How do listed options differ from OTC options?

Listed Options

Many companies will not admit to using listed options because of the extra administrative overhead. Companies like Saxo that use listed options generally have a large number of shareholders and a relatively high volume of shares changing hands daily. Visit their website.

In this case, it is usually advantageous for the company to employ listed options rather than over-the-counter (OTC) options. This is because OTC options face greater counterparty risk and legal costs in addition to increased administration costs.

Listing an option contract also provides investors with specific legal remedies that OTC options do not provide.

OTC Options

Over-the-counter (OTC) options are negotiated directly between two parties and usually take place on the phone. There is no centralised counterparty to either party like there would be in a listed options contract.

Additionally, most OTC contracts involve higher transaction costs because each party’s broker charges separately for the transaction – whereas listed options charge a flat fee per contract traded.

Because of these disadvantages, many brokers have stopped offering OTC option facilities altogether since it is more profitable for them to deal in listed options.

Despite the negative connotation associated with OTC options, they are not inherently wrong. Some types of OTC options can be even more advantageous than their listed counterparts depending on the situation that companies find themselves in.

For example, control transactions by controlling shareholders are usually conducted using OTC options because it saves costs and maximize flexibility.

OTC options are traded through a dealer network in an unregulated market, and they do not have standardised terms.

On the other hand, Listed options trade in a regulated environment and offer standardised contract terms and features.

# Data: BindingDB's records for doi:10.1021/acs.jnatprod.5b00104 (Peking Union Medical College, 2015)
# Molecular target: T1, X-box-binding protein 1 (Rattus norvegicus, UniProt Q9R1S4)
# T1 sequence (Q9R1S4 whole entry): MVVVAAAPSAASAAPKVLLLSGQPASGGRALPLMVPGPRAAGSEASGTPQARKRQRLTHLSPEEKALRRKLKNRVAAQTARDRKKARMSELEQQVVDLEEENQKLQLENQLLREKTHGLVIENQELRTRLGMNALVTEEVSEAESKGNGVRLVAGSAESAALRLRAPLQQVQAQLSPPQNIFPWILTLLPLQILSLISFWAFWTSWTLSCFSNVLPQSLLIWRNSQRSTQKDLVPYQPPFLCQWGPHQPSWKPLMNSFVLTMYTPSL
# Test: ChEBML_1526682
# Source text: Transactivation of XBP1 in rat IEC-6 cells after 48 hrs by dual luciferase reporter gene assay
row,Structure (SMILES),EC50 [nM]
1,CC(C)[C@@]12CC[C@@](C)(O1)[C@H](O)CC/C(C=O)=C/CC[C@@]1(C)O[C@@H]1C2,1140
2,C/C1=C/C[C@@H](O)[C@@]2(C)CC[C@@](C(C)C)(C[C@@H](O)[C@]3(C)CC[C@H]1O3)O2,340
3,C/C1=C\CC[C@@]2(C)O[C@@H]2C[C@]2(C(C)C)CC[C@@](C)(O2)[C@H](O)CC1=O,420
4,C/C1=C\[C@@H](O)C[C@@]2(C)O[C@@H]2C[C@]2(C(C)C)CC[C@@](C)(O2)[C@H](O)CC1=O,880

One of the most glaring differences between listed and OTC is that listed has standardised contracts with defined specifications that you can view easily online.

 A key reason for this difference is that listed options attract more institutional investors than over-the-counter (OTC) contracts because of their accessibility to retail traders.

This means there is less room for misrepresentation by brokers when dealing with such large numbers of investors who employ different types of strategies.

Listing requirements vary depending on the market; however, listing requirements typically require having at least one market maker willing to make a two-sided marketplace.

Requirements for Hong Kong

  • The contract size cannot be less than HK$100,000 or more than HK$12,000,000
  • Each transaction must involve at least two months tenure OR an average of 21 days per month.
  • An issuer must have more than 12 months trading history on its securities and earnings before interest taxes, depreciation and amortisation (EBITDA) of at least HK$10 million for the last 12 months before filing for listing application formalities.

OTC options lack this standardisation of terms which makes it difficult for retail traders to trade due to the lack of clarity on what kind of options are being bought and sold

The terms also need to be agreed upon between buyer and seller, which means every trade is unique, resulting in some losses for traders unfamiliar with OTC markets.

Another disadvantage of OTC options trading is that the buyer’s broker needs to have a certain amount of money on hand to ensure they can pay if their client decides to exercise their option when it expires.

This arrangement usually requires only major players such as large banks or financial institutions because they have deep pockets and many clients, giving them an edge over other brokers. It also limits the available market pool because individual investors cannot buy these options due to limited funding capabilities.

OTC options are usually not listed on any public exchange, which means you can trade them at any time between the party who is buying and selling.

An alternative to buying OTC options would be to buy a listed put or call option from another much easier company. Still, it will typically have a much larger premium than if trading exclusively in OTC markets.